• Export proceeds repatriated to the CBN are certified by the respective processing banks, as being repatriated by the concerned Exporter.
  • All extant guidelines, circulars, and directives on the operations of the Foreign Exchange Market apply to transactions under the PAPSS.
  • For outbound payments and verse-versa for inflows, the prevailing exchange rate at the Investors and Exporters FX Window are applied to cross-rates conversions between the Naira, USD and third currencies within Africa.
  • Authorised Dealers are to seek and obtain prior approval of the CBN for USD cover, before initiating payments on the PAPSS for the settlement of the CBN.
  • Only eligible transactions, as may be determined by the CBN from time to time, may be initiated on the PAPSS for the settlement of the CBN. Thus, items classified “NOT VALID FOR FOREX” shall continue to remain so.   


At a time when the African Union is at the final stages of the full operation of the African Continental Free Trade Area[1] (“AfCFTA”), the Guideline is expected to facilitate the objectives of the continental single market, widely tipped to be one of the world’s largest single markets, accounting for about US$ 4 trillion in spending and investment across the continent, with multi-trillion dollar opportunities for the 54 African countries. The Guideline is also seen as a regulatory imperative for adequately preparing Nigeria for active participation in the free trade zone.

While trading across the AfCFTA officially began on January 1, 2021, according to the AU’s Johannesburg Declaration, seamless cross-border payments and settlement remain a key driver for achieving free movement of goods and services within the continent – an important catalyst for scaling up intra-African trades and investments. Nigeria, Africa’s largest economy and biggest market, was the 34th African country to ratify the Agreement Establishing The AfCFTA, according to a December 2020 report by the United Nations Economic Commission for Africa (ECA)[2].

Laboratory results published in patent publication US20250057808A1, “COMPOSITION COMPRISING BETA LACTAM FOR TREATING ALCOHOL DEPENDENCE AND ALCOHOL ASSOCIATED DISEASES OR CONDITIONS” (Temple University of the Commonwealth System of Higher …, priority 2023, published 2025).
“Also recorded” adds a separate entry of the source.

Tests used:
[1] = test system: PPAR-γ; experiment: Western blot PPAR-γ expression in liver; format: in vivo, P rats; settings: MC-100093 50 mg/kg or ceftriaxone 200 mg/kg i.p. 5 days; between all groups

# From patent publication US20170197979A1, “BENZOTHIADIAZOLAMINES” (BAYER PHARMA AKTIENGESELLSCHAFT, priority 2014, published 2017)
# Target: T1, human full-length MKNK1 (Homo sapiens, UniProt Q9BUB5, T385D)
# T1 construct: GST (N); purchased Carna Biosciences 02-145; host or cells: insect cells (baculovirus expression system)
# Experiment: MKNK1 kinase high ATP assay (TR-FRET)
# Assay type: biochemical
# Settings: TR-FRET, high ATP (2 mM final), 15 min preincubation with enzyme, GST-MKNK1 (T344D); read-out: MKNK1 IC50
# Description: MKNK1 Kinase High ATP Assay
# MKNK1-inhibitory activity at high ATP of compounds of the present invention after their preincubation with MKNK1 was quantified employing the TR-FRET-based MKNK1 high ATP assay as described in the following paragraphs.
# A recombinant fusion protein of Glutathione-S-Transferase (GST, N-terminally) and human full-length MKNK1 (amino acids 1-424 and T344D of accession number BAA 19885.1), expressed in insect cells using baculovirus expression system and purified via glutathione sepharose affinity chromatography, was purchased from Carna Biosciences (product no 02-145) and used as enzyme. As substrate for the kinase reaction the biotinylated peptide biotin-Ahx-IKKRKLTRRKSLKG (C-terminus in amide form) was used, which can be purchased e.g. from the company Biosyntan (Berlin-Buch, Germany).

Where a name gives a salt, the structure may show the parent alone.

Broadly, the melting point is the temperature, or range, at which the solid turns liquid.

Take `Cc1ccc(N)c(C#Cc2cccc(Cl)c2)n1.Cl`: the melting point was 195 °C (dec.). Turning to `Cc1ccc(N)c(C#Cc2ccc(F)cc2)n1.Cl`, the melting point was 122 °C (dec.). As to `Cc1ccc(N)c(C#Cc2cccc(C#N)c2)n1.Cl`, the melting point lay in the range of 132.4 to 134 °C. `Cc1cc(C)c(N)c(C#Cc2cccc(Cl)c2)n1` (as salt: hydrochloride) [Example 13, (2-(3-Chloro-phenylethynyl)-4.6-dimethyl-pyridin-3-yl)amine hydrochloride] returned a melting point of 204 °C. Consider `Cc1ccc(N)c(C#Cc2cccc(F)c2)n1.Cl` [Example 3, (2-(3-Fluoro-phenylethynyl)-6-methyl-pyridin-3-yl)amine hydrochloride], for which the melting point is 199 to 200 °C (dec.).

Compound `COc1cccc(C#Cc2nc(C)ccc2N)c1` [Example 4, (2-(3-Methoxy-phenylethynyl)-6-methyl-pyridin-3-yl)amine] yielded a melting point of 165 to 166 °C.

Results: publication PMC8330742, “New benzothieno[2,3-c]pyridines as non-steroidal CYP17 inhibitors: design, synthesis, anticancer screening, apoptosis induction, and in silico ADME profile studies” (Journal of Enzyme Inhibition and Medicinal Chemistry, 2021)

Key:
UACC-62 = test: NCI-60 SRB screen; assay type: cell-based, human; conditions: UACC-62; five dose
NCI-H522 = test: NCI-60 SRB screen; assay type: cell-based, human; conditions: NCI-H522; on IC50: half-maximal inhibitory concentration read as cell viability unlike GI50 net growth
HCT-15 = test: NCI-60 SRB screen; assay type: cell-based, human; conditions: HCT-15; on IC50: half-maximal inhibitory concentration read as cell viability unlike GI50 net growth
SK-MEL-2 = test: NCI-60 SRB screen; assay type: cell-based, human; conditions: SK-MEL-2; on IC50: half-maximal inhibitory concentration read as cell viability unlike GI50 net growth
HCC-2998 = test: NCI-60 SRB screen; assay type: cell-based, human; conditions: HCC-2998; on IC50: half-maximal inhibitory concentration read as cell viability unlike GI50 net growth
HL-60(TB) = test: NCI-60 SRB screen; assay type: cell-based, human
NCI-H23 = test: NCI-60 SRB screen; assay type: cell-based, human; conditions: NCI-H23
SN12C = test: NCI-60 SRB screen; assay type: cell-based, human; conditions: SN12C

By creating a regulatory framework for an orderly and prompt settlement of transactions between trade parties under the PAPSS, the Guideline sets the tone for participation by Nigerian commercial banks (who are Authorised Dealers) and the CBN, with their counterparts within the West-African sub-region, in the pilot scheme period, and in the near future, hopefully across the entire African continent. Nigerian entities expected to participate under the PAPSS should review their obligations and reporting duties appropriately. In addition, they should pay specific attention to the domestic foreign exchange regulations in Nigeria, the provisions of the Guideline, as well as the broader rules of engagement in the continental single market (AfCFTA Agreement & Protocols). Accordingly, participating institutions are advised to seek appropriate legal guidance on how to conduct their businesses in compliance with all relevant laws and regulations.  



[1] AU:
[2] ECA: